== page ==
When Bill Castaldo says he has a train set and village set up in his home for the holidays, he’s not talking about a little village: The spread of miniature holiday houses, trains and little people take up about a quarter of his lower-level family room.
There’s a diner, a town green, a roller skating rink, a bank, a school and so much more. There are mountains in the distance that he constructed of Plaster of Paris, cars, an American Bandstand building complete with dancers inside, a church and a synagogue.
Besides the three trains that traverse the expansive village, there’s a trolley that runs from the airport, which he built this year, to town.
There’s a residential section and, because his wife, Susan, is a big Elvis fan, Graceland is incorporated into the village.
“The lights on the building blink sometimes,” Bill said. “We don’t know why. But my wife decided that when the lights are blinking, that means Elvis is in the building.”
It takes about a month to set up the elaborate scene, which includes at least 56 buildings, many of them Department 56 collectibles. Castaldo, with help from his grandson, carries all the boxed pieces downstairs and starts unpacking them. Castaldo lays a surface structure over his pool table, and then combines that with another table, and starts the meticulous task of not just putting all the pieces in place, but drilling holes in the wooden base so the wires and plugs can pass through to power the buildings and trains.
“I started when my wife got a house as a gift,” Castaldo said. “It was a barn, and she put it under the Christmas tree.”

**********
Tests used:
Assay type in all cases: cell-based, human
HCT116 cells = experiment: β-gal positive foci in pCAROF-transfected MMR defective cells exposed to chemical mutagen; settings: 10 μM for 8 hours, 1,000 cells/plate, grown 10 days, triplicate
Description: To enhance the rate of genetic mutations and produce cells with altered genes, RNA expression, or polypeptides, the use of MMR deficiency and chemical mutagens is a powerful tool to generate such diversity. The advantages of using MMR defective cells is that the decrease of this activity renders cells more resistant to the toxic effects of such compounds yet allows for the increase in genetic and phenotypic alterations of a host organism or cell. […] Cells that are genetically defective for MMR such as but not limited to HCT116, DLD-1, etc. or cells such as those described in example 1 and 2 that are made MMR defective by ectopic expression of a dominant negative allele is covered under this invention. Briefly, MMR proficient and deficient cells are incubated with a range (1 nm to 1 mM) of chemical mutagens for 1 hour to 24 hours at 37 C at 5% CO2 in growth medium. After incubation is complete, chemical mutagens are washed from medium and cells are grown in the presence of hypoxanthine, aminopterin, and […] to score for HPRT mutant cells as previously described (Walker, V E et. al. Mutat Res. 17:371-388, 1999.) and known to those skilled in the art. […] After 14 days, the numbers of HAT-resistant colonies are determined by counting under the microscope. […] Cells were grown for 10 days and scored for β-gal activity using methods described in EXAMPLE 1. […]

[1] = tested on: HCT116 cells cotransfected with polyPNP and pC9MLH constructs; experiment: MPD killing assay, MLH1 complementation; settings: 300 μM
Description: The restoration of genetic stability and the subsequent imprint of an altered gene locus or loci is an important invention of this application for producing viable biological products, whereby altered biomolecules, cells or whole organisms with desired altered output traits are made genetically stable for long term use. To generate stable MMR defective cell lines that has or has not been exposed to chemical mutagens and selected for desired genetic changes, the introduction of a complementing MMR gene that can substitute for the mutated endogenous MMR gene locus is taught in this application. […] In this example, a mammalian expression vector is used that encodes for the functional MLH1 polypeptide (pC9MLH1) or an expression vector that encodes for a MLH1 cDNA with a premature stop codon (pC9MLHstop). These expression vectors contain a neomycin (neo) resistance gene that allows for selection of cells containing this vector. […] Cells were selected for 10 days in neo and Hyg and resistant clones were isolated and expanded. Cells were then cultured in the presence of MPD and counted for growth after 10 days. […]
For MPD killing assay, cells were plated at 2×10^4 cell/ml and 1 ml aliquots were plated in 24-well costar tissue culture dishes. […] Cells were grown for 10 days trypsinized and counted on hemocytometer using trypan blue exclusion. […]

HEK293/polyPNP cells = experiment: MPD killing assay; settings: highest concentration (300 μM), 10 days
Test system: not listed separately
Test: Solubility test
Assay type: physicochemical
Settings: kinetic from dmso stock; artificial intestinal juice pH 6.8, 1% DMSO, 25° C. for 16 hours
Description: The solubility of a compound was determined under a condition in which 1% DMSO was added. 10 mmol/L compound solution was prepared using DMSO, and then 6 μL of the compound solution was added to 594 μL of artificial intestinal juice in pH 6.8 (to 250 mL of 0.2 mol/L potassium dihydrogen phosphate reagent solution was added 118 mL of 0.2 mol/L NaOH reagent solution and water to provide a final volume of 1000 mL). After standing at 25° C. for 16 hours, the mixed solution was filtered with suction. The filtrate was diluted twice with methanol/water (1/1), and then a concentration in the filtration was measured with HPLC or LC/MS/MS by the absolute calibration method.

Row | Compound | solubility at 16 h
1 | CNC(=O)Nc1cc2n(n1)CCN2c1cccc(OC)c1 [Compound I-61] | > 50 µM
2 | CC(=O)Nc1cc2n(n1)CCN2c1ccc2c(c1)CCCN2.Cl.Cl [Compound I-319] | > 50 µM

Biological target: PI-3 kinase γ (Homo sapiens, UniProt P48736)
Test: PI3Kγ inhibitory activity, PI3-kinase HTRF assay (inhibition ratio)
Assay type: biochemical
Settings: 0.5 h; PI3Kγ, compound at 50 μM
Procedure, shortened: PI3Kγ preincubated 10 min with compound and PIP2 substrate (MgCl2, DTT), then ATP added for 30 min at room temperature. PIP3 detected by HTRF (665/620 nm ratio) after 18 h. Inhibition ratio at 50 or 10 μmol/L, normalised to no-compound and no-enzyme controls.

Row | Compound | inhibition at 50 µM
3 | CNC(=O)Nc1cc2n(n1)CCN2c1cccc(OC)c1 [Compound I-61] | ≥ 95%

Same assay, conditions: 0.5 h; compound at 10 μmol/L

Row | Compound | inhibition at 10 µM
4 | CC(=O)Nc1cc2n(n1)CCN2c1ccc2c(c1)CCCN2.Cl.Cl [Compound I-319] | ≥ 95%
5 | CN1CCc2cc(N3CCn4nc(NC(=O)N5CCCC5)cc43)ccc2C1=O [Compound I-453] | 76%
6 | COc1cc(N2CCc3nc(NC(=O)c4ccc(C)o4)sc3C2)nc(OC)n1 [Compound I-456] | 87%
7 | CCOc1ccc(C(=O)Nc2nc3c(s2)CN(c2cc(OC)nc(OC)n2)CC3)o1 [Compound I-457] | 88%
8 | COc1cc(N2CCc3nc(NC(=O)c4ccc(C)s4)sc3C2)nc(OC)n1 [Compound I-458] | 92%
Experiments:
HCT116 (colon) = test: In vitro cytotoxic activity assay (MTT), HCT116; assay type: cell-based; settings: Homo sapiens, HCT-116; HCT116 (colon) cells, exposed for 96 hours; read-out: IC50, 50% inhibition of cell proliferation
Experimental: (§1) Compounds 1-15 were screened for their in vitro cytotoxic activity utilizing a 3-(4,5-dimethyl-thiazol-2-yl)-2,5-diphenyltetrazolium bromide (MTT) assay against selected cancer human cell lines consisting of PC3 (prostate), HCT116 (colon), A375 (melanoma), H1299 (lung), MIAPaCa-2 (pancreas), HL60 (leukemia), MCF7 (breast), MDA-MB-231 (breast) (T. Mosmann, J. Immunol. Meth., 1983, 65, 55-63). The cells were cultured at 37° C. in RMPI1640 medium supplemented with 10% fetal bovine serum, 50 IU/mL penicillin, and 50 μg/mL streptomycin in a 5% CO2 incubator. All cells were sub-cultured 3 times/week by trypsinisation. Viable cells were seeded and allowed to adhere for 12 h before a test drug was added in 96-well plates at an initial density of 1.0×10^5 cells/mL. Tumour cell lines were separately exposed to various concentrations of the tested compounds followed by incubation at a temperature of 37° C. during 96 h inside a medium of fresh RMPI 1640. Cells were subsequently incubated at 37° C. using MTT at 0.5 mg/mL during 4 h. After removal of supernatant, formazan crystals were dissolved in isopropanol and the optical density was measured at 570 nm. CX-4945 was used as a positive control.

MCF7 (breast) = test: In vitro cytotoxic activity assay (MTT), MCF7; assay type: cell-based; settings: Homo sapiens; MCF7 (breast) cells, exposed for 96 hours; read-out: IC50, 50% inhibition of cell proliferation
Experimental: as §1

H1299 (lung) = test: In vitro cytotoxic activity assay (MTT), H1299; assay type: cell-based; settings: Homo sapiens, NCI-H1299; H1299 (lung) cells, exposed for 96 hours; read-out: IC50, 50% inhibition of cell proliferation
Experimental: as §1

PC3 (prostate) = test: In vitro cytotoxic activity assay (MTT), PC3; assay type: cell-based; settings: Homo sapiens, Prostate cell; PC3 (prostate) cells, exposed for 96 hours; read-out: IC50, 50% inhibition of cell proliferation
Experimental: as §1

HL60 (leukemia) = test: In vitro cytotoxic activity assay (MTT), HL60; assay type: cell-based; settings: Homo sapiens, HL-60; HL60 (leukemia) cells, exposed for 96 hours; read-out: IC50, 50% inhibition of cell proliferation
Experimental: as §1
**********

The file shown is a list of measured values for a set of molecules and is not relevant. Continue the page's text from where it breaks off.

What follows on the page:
The next year she got another building, and Bill added the Lionel trains he’d had since childhood to the under-the-tree scene.
Sometime after that, his hobby took off, and he started collecting more buildings, trains, bridges and accents, adding to the collection each year for about the past 12 years.
“I guess it turned into an obsession, maybe,” he said with a laugh.
The Milford man actually started scouring Ebay and other Internet sites for village components before he retired as director of information technology with Pitney Bowes.
Now that he’s retired, he has plenty of time to hone his craft. During the assembly phase, which is different every year because he moves parts of the scene around, he typically spends the majority of the day setting up the village.
He gets everything in place before the holidays and typically leaves the display up until the end of January. “And it takes just as long to take it down as it does to put it up,” he said.
When he started the annual village construction project, it took on more of a Victorian theme, but over the years it has evolved to include pieces representative of many time periods. “There’s a lot of fifties stuff,” he said.
There’s even a White Castle building, because Castaldo has long been a fan of White Castle burgers.
“I get a lot of enjoyment out of people coming in and doing the ‘ooohs and ahhhs’,” he said, explaining that he and his wife invite family and friends over to see the display. At night when he turns off the lights in the room, the entire village takes on a life of its own, glowing and busy.
Castaldo remembers when his nephew brought his son to see the village, and the young boy stood mesmerized near a ticket booth — an older piece — from which a ticket collector pops as the train gets near.
Castaldo said it was his father, John, who really started him collecting trains and the peripheries when he was a small boy. Back then, John would set up the Lionel trains in the living room under the Christmas tree each holiday season. Those same trains sit off to the side of this year’s display, a reminder of those boyhood times.
Expansive yes, but Castaldo has plans for additions in years to come.
He hasn’t told his wife yet because she would like some of the room left for actually living in, he said with a laugh.
“But I’d really like to add an amusement park,” he said. “There’s still some room over there.”